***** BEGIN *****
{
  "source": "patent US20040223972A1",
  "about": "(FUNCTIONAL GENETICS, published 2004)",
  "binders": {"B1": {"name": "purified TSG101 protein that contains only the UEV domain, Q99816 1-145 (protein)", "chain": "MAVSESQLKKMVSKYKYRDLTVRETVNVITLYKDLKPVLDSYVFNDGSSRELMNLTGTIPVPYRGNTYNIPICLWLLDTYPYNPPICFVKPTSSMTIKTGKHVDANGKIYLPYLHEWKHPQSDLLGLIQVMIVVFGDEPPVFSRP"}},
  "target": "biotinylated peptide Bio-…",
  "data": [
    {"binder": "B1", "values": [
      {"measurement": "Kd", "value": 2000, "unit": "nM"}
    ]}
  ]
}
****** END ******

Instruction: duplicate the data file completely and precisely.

{
  "source": "patent US20040223972A1",
  "about": "(FUNCTIONAL GENETICS, published 2004)",
  "binders": {"B1": {"name": "purified TSG101 protein that contains only the UEV domain, Q99816 1-145 (protein)", "chain": "MAVSESQLKKMVSKYKYRDLTVRETVNVITLYKDLKPVLDSYVFNDGSSRELMNLTGTIPVPYRGNTYNIPICLWLLDTYPYNPPICFVKPTSSMTIKTGKHVDANGKIYLPYLHEWKHPQSDLLGLIQVMIVVFGDEPPVFSRP"}},
  "target": "biotinylated peptide Bio-…",
  "data": [
    {"binder": "B1", "values": [
      {"measurement": "Kd", "value": 2000, "unit": "nM"}
    ]}
  ]
}